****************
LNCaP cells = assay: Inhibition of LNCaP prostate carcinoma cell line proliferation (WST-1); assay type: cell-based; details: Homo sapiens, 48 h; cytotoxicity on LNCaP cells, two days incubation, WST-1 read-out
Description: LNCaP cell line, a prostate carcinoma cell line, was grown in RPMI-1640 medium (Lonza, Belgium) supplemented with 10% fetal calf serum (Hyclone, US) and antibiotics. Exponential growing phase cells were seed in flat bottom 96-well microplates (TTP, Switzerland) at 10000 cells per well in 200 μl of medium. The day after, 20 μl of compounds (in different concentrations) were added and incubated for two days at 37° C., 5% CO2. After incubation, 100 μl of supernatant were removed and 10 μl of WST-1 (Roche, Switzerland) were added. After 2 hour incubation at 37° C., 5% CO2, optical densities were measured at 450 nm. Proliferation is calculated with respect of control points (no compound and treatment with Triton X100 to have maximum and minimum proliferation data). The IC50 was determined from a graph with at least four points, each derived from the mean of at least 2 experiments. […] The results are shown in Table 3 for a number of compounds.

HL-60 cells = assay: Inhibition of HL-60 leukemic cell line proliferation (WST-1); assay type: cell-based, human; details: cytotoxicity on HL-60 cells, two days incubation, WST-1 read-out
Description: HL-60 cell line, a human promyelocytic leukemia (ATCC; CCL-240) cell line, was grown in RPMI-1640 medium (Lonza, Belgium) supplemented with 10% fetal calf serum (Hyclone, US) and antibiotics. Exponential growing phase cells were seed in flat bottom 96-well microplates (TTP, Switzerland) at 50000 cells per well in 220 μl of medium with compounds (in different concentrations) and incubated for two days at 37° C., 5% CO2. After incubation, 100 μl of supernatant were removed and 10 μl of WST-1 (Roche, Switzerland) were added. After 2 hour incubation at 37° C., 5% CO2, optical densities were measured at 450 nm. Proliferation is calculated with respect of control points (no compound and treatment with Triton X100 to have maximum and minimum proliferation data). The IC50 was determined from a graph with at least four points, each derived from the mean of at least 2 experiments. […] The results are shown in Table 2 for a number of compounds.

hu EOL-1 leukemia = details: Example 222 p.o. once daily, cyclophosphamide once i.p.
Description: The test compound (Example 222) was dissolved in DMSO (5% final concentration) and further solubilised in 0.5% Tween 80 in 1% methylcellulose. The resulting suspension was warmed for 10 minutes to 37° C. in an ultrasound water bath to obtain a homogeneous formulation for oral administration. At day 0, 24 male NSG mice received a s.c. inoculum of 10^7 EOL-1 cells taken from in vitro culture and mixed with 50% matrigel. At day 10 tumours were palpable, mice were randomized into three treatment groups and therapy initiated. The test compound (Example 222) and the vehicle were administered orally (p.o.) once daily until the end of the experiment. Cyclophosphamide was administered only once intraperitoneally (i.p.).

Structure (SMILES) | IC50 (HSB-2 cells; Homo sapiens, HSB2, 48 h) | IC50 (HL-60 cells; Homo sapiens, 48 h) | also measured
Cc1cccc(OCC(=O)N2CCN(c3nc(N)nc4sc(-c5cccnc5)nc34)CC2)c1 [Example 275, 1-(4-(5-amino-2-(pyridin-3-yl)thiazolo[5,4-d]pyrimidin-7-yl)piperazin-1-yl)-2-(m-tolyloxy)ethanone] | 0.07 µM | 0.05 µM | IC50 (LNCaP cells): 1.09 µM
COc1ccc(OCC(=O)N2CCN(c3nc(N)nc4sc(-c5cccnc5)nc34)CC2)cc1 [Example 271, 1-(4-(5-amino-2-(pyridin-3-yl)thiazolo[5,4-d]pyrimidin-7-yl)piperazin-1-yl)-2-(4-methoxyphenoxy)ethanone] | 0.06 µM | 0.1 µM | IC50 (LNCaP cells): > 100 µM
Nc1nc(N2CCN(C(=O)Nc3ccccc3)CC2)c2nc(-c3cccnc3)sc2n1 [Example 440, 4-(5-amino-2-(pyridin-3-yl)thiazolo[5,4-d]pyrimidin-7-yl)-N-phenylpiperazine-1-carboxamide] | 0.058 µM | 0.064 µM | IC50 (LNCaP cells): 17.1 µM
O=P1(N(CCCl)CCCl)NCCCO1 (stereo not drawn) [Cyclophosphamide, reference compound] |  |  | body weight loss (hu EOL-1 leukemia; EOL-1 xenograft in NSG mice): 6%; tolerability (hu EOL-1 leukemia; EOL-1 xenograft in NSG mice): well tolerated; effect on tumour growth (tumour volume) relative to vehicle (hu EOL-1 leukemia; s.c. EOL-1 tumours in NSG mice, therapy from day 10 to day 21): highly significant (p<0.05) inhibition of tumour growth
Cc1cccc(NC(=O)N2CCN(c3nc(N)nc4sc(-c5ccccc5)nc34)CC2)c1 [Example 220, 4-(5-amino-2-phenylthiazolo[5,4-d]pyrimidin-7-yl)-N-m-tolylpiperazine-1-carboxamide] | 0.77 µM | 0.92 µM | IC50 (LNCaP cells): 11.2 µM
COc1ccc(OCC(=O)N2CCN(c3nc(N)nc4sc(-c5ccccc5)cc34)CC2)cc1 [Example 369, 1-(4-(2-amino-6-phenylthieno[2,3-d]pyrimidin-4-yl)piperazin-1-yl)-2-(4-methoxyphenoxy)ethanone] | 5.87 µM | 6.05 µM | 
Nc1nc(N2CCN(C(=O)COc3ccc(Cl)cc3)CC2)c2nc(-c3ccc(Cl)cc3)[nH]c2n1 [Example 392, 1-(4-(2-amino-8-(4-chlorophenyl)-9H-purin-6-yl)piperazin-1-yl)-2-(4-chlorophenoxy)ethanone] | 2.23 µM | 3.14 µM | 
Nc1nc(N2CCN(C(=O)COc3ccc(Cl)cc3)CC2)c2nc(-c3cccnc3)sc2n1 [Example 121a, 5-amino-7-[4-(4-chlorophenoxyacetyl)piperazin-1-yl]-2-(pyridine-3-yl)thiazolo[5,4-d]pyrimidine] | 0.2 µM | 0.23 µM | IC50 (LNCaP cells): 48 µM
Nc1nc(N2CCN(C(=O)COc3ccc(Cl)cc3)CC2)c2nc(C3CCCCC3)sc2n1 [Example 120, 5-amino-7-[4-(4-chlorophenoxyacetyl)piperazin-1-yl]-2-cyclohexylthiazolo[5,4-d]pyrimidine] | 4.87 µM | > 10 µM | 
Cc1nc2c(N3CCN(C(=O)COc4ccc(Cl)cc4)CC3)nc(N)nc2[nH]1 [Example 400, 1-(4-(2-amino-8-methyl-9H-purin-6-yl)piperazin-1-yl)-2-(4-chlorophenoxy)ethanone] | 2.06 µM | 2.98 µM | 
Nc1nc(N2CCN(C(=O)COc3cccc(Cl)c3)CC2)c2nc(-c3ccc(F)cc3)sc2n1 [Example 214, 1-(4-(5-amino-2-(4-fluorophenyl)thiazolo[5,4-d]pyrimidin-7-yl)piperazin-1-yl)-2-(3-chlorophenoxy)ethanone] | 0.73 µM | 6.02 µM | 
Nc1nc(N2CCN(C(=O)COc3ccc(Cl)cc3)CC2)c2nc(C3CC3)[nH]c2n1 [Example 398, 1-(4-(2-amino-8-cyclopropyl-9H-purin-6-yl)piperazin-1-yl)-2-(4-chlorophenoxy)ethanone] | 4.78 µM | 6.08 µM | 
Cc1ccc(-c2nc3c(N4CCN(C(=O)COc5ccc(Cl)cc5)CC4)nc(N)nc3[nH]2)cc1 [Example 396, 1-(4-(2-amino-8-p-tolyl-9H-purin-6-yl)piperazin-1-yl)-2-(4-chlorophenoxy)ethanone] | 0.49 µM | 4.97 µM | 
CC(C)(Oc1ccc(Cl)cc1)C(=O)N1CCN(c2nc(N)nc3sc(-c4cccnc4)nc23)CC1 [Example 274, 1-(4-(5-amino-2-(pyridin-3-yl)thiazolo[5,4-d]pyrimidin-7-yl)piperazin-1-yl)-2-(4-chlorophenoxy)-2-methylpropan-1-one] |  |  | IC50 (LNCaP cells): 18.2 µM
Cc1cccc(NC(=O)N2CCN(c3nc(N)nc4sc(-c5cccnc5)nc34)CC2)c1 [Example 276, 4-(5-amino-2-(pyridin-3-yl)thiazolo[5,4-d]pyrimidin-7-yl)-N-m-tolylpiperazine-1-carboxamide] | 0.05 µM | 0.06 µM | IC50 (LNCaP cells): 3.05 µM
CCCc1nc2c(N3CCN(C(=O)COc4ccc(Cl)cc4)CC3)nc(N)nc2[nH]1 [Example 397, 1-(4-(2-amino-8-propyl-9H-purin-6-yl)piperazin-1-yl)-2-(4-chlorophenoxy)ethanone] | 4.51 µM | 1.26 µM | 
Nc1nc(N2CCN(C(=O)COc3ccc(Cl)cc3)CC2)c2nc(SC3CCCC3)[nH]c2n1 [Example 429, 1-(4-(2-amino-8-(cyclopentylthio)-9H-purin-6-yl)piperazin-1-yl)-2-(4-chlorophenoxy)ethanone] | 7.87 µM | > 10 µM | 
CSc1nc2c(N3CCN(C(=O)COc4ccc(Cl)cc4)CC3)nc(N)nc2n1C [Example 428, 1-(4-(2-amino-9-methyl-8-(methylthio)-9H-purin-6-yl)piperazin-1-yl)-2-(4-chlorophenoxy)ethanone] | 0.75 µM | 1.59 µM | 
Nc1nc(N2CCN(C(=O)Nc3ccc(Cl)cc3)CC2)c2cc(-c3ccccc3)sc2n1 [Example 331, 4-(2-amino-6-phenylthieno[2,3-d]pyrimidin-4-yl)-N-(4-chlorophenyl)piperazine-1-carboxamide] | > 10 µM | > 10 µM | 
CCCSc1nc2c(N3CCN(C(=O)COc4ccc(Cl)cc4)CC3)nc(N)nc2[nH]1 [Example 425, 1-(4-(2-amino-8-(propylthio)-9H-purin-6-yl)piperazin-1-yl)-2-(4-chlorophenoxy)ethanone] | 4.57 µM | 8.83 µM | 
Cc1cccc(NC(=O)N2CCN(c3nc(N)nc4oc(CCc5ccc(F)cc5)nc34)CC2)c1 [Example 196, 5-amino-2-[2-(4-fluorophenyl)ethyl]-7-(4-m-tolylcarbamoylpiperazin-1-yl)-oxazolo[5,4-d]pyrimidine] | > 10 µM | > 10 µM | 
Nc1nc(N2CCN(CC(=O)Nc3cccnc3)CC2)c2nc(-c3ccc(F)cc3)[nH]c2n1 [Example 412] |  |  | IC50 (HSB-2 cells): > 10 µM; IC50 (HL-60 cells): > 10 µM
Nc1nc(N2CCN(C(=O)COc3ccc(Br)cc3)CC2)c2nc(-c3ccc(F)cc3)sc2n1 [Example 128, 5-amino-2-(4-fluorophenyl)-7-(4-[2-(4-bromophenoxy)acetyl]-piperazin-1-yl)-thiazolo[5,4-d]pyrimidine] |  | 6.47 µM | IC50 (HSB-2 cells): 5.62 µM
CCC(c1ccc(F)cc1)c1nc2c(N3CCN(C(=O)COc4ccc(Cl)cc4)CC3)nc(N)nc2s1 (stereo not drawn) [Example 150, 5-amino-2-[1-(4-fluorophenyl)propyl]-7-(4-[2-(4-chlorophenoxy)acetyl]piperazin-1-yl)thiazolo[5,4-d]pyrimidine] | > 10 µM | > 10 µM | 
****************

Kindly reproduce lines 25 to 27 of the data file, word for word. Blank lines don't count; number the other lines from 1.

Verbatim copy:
CSc1nc2c(N3CCN(C(=O)COc4ccc(Cl)cc4)CC3)nc(N)nc2n1C [Example 428, 1-(4-(2-amino-9-methyl-8-(methylthio)-9H-purin-6-yl)piperazin-1-yl)-2-(4-chlorophenoxy)ethanone] | 0.75 µM | 1.59 µM | 
Nc1nc(N2CCN(C(=O)Nc3ccc(Cl)cc3)CC2)c2cc(-c3ccccc3)sc2n1 [Example 331, 4-(2-amino-6-phenylthieno[2,3-d]pyrimidin-4-yl)-N-(4-chlorophenyl)piperazine-1-carboxamide] | > 10 µM | > 10 µM | 
CCCSc1nc2c(N3CCN(C(=O)COc4ccc(Cl)cc4)CC3)nc(N)nc2[nH]1 [Example 425, 1-(4-(2-amino-8-(propylthio)-9H-purin-6-yl)piperazin-1-yl)-2-(4-chlorophenoxy)ethanone] | 4.57 µM | 8.83 µM | 